I’ve read several tutorials on how to use Heal and Clone in GIMP. The advice for this – and other GIMP processes – is to work in a layer, to preserve the original. I can make Heal and Clone work in the original XCF file. But when I create a new layer and try to work in it, there’s no response. Nothing in the tutorials say anything about solving this problem, and none of my try-this button-pushing in the layer dialog box fixes it either. Beyond this problem is how to take the changes made in a layer and incorporate them into a final product, which the tutorials also have not made clear to me.
Hi @ScottBontz, and welcome!
a) Operating System?
b) Version of The Gimp?
c) From where did you obtain it?
Claes in Lund, Sweden
OS Apple Ventura 13.1, Gimp 2.10, downloaded from Gimp.
I had this issue as well, but only now I discovered how it is intended to work: Could you try selecting the source layer, sampling (ctrl-click) there, select the transparent destination layer and start painting. Does this work? It does on my side. However, I think a “sample visible” option would be nice …
I might be dense, but cannot find how to “select source layer” or “transportation destination layer”. I tried creating a new layer by the several routes at the bottom of the layers window. This sometimes allowed me to heal spots in the layer, which I’d been unable to do by starting at Layers in the top menu bar. But in every case the change was also made to my original, base layer, which defeated the purpose of the layer.
I believe he means:
- Select/activate your source layer that has the stuff you want to clone from.
- Using the clone tool,
Ctrl-Left Clickthe region you want to clone from.
- Now, in your layers window, select/activate your transparent layer you want to clone to.
Left Clickto clone onto this layer.
Does that work?
I actually use the clone and healing tools extensively in GIMP for photo restoration. I personally never use a new transparent layer, which it sounds like you are trying to do, but instead I make a duplicate layer and work on that.
Chris and Pat, I wonder if I understand your suggestion correctly. It seems like a lot of trouble: copy from one layer, go to another layer, and paste. Why shouldn’t I be able to do it all in one layer other than the preserved original – since I can in fact do this in the original? Terry, I’m not sure what the difference is between a new transparent layer and a duplicate layer. All: But I found – finally – that I can mend in a new layer if, instead of creating a “new layer”, I make a “new from visible” or “duplicate” layer. I thought I’d tried this before to no avail. But today, at least, it’s working. Now I need to learn how to incorporate the changes in the various layers – I’ve read of some people making dozens – into a final image. (Until recently I used Photoshop but never bothered to learn layers. I just worked on a tif copy of the original file, and sometimes made a copy of that for further changes. Then I could compare and pick my favorite.) --Scott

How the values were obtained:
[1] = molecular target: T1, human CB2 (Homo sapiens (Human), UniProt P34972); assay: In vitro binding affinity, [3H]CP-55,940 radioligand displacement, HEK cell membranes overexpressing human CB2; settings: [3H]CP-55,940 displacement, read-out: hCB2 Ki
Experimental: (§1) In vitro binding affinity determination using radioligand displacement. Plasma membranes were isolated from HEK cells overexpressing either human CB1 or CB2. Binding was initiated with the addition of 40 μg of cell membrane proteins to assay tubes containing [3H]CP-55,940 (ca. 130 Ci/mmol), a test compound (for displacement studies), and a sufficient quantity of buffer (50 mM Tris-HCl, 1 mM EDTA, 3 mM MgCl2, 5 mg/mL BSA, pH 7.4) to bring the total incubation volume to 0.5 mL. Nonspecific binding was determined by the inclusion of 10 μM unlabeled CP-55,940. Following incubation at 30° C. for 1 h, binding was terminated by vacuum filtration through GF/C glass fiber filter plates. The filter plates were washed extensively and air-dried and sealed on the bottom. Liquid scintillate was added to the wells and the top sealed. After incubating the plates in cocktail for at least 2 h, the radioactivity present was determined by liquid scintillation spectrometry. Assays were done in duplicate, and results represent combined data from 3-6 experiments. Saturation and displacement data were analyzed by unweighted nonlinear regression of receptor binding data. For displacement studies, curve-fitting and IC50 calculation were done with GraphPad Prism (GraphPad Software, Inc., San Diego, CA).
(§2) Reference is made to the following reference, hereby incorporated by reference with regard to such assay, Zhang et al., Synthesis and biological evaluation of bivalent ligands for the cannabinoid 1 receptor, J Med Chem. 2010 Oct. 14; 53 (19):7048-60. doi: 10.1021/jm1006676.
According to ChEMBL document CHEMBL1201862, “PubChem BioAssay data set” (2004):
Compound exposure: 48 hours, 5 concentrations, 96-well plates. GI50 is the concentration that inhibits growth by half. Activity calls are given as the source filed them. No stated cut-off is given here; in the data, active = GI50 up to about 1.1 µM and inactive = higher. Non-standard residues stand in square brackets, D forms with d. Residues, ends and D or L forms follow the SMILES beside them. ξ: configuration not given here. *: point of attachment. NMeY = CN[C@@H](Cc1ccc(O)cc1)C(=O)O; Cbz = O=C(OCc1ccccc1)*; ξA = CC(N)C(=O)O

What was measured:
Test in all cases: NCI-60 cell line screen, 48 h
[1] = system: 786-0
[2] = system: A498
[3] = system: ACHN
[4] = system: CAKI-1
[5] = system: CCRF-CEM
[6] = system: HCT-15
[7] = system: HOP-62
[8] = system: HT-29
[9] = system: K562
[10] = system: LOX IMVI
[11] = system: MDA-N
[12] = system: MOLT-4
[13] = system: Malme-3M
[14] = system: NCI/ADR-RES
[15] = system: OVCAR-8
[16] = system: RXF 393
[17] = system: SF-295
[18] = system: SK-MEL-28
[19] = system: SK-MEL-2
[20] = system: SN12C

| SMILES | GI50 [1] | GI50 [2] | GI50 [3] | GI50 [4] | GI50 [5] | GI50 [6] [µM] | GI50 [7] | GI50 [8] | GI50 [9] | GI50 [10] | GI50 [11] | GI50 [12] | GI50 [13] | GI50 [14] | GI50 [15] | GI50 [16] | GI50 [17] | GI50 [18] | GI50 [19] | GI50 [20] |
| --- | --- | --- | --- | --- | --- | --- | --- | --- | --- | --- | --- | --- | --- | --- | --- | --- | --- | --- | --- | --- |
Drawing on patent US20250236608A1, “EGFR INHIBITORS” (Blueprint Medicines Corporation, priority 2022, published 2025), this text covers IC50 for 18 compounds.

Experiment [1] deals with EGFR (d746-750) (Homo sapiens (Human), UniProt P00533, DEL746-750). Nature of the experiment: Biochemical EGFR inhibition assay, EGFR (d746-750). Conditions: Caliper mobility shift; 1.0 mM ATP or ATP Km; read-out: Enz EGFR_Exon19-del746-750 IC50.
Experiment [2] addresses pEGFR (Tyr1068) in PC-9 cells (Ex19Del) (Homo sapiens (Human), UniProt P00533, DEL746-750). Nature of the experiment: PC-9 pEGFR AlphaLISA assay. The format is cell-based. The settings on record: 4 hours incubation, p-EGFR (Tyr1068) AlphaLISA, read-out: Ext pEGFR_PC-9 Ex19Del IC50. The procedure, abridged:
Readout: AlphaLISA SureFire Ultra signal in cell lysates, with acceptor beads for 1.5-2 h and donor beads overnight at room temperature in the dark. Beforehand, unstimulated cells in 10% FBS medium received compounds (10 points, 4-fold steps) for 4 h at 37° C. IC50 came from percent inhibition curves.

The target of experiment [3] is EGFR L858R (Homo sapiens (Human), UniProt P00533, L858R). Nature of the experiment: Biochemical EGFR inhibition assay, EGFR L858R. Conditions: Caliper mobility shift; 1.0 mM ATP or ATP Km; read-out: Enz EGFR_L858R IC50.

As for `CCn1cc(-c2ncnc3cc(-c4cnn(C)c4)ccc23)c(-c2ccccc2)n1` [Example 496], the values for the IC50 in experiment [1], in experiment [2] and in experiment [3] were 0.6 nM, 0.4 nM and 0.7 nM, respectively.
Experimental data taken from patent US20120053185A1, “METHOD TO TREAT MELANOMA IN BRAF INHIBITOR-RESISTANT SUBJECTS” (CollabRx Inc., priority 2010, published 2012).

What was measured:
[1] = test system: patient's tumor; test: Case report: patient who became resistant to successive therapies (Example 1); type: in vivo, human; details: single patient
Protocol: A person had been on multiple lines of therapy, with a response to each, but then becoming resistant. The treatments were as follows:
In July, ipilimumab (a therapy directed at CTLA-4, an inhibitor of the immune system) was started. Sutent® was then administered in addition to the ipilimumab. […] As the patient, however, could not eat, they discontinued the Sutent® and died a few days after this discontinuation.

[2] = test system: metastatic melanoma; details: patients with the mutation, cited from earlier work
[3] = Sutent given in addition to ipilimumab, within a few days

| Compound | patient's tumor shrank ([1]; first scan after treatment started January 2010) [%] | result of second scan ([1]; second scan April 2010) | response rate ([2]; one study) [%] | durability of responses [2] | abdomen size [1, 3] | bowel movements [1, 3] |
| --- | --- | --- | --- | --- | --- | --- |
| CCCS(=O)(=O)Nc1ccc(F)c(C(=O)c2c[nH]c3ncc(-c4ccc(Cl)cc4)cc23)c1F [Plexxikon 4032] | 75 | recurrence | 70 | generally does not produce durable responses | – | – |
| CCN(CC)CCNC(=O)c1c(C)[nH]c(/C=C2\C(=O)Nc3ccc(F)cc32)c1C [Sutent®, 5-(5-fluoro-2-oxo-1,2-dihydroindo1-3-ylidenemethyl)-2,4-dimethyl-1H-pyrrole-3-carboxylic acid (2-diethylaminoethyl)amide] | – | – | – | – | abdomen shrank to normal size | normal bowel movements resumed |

Oh, that’s not the suggestion. I thought you are talking about the clone or heal tool. With it you can sample on one layer (ctrl-click) and clone/heal “to”/“on” another (transparent) layer.
You can also do it directly in a layer, e.g. the original layer, a copy, or a “new from visible” layer. However, the degree of non-destructiveness is different – or at least, the convenience to work with. Doing the corrections on a transparent overlay layer allows you to fine-tune the degree of application of these (layer opacity) and to easily do corrections of the corrections, without needing to get back to the original layer, it all happens on the overlay. If there is a mistake, you can easily spot it (e.g. switch off the visibility of others than the transparent overlay layer) and delete or re-do it, even if the stroke is lone gone from the undo buffer.
I thought this was the original question you were asking, but maybe I still did not get it.
I was indeed talking about clone/heal. Your rewording still sounds to me like I am to copy from one layer and paste to another. I probably should do some playing around with the tools and learn as I go. Some GIMP tutorials have been helpful, but others, including how to use layers, leave me behind.
Hi Scott, the really power of both PS and GIMP is layers and masks. If you are not using layers and masks in either program then neither program is being used to its full potential. Layers are described in the user manual found here GNU Image Manipulation Program
Forget about using new layers or transparent layers for restoration or cloning work (in my opinion). Just duplicate the original layer so you leave that layer untouched. It is not really needed unless you stuff up and decide to use a layer mask to bring back the original image in that section of the photo.
Also when working with layers they are flattened upon export usually and what you see on the screen is what you get in the export. Otherwise there are two important actions to understand. The first is flatten image. This will flatten all the layers and remove the masks regardless of if the layers have the visibility eye active.
The second is merge visible. This will only merge (flatten) the layers with the visibility eyeball turned on. This can be helpful when working with an extensive number of layers which you are unlikely to do at this stage.
Please feel free to reach out to me if you want some guidance working with layers and masks for restoration or any purpose.
Also copy and paste within the same layer is my recommendation. Forget the hassle of copying from one layer to another as it adds unnecessary complexity.
Thank you for the explanation. I will try following the directions later this week and let you know how it works.